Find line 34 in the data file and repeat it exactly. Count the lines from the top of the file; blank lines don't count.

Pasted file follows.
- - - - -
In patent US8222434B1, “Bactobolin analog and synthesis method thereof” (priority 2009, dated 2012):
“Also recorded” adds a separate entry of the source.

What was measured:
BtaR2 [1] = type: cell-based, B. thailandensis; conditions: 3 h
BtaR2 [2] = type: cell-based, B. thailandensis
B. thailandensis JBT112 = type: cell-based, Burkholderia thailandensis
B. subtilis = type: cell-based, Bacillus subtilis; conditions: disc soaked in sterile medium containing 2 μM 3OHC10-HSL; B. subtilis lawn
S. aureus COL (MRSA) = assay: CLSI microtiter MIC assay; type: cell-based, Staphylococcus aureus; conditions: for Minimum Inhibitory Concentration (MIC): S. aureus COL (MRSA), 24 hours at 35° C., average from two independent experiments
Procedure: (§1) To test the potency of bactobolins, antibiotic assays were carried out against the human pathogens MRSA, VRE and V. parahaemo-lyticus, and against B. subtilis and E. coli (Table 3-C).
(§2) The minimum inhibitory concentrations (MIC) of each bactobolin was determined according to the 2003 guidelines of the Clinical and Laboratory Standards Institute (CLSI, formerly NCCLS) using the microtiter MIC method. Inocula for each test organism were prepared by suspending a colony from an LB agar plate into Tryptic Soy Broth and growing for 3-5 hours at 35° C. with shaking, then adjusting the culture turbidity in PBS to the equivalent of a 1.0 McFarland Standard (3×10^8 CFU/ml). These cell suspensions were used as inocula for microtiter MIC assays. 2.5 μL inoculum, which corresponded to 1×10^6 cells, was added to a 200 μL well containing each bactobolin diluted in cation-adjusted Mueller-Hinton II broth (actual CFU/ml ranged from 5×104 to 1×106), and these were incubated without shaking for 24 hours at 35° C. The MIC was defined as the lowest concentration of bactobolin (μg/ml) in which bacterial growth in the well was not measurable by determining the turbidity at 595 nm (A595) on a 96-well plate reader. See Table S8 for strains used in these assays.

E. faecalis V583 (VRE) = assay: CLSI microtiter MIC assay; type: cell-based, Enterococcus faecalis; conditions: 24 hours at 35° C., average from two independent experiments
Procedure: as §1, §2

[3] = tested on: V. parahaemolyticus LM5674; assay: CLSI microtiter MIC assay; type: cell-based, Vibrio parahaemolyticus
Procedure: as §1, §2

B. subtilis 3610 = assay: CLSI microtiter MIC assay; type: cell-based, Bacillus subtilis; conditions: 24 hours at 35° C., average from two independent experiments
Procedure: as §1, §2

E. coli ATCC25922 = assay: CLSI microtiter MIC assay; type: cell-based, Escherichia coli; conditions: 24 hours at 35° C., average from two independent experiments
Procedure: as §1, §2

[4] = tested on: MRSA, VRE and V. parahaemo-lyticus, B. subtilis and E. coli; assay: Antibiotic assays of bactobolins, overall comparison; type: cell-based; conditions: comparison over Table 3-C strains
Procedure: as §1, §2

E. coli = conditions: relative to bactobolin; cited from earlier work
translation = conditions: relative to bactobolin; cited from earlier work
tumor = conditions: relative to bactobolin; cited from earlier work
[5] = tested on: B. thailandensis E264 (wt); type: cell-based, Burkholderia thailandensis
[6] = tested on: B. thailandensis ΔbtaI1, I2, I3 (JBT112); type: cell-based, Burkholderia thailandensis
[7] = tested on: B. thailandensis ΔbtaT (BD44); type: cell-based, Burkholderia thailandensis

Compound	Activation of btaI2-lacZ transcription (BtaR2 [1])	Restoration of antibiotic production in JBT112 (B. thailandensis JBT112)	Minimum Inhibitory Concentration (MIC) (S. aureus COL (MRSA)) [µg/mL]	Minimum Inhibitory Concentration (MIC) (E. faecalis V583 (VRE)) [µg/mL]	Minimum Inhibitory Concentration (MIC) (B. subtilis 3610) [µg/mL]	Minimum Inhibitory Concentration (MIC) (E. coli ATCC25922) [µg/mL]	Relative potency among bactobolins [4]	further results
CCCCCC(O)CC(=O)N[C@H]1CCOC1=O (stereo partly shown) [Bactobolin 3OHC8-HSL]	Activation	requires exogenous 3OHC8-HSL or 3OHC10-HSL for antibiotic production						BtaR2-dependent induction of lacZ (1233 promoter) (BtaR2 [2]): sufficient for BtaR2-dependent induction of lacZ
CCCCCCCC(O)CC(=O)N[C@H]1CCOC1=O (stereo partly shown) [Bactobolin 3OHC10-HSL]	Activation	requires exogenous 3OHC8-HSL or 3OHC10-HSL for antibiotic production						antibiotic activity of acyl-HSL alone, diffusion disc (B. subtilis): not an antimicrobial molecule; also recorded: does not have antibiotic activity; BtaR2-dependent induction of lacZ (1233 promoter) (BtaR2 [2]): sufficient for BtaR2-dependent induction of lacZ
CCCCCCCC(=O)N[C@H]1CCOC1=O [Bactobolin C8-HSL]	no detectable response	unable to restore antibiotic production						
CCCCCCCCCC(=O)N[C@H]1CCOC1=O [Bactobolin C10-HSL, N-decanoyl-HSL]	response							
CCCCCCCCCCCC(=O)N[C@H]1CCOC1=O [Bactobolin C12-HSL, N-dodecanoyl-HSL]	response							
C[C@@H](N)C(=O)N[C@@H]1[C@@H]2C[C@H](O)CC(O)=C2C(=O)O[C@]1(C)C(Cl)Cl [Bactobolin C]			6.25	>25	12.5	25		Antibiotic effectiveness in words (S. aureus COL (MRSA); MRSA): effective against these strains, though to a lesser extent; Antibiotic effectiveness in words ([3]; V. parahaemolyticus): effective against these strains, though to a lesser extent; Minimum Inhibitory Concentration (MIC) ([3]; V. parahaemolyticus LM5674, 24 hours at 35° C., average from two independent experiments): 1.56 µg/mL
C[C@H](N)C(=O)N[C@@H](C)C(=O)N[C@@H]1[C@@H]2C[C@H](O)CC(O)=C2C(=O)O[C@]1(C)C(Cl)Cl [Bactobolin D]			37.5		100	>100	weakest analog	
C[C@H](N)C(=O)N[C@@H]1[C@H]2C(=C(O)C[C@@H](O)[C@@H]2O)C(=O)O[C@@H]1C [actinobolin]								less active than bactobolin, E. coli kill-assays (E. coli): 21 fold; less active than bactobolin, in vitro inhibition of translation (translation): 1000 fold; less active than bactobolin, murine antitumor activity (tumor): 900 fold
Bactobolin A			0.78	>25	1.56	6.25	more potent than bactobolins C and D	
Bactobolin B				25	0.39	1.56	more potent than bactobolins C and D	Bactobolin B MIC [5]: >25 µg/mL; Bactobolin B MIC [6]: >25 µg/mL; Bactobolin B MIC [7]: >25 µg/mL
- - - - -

C[C@H](N)C(=O)N[C@@H](C)C(=O)N[C@@H]1[C@@H]2C[C@H](O)CC(O)=C2C(=O)O[C@]1(C)C(Cl)Cl [Bactobolin D]			37.5		100	>100	weakest analog	